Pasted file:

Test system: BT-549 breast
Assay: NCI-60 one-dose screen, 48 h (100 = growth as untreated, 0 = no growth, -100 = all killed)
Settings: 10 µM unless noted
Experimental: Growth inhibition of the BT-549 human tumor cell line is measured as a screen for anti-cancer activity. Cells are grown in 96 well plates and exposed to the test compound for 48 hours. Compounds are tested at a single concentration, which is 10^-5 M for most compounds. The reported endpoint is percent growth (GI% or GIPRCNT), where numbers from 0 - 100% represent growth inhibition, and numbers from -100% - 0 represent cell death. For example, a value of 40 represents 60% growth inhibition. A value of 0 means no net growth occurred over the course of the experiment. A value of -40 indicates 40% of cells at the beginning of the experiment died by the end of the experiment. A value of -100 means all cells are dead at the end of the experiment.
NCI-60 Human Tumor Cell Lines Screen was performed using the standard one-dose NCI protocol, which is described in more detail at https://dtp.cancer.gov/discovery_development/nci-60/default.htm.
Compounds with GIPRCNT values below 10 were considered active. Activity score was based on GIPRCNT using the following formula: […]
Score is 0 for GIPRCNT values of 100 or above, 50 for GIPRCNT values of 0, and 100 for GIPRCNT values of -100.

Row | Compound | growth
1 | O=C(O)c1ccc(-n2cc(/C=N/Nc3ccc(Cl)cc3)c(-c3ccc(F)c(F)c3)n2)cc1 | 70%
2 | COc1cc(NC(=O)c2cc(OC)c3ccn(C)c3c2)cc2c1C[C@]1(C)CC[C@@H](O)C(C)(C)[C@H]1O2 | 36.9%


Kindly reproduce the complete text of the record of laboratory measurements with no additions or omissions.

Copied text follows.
Test system: BT-549 breast
Assay: NCI-60 one-dose screen, 48 h (100 = growth as untreated, 0 = no growth, -100 = all killed)
Settings: 10 µM unless noted
Experimental: Growth inhibition of the BT-549 human tumor cell line is measured as a screen for anti-cancer activity. Cells are grown in 96 well plates and exposed to the test compound for 48 hours. Compounds are tested at a single concentration, which is 10^-5 M for most compounds. The reported endpoint is percent growth (GI% or GIPRCNT), where numbers from 0 - 100% represent growth inhibition, and numbers from -100% - 0 represent cell death. For example, a value of 40 represents 60% growth inhibition. A value of 0 means no net growth occurred over the course of the experiment. A value of -40 indicates 40% of cells at the beginning of the experiment died by the end of the experiment. A value of -100 means all cells are dead at the end of the experiment.
NCI-60 Human Tumor Cell Lines Screen was performed using the standard one-dose NCI protocol, which is described in more detail at https://dtp.cancer.gov/discovery_development/nci-60/default.htm.
Compounds with GIPRCNT values below 10 were considered active. Activity score was based on GIPRCNT using the following formula: […]
Score is 0 for GIPRCNT values of 100 or above, 50 for GIPRCNT values of 0, and 100 for GIPRCNT values of -100.

Row | Compound | growth
1 | O=C(O)c1ccc(-n2cc(/C=N/Nc3ccc(Cl)cc3)c(-c3ccc(F)c(F)c3)n2)cc1 | 70%
2 | COc1cc(NC(=O)c2cc(OC)c3ccn(C)c3c2)cc2c1C[C@]1(C)CC[C@@H](O)C(C)(C)[C@H]1O2 | 36.9%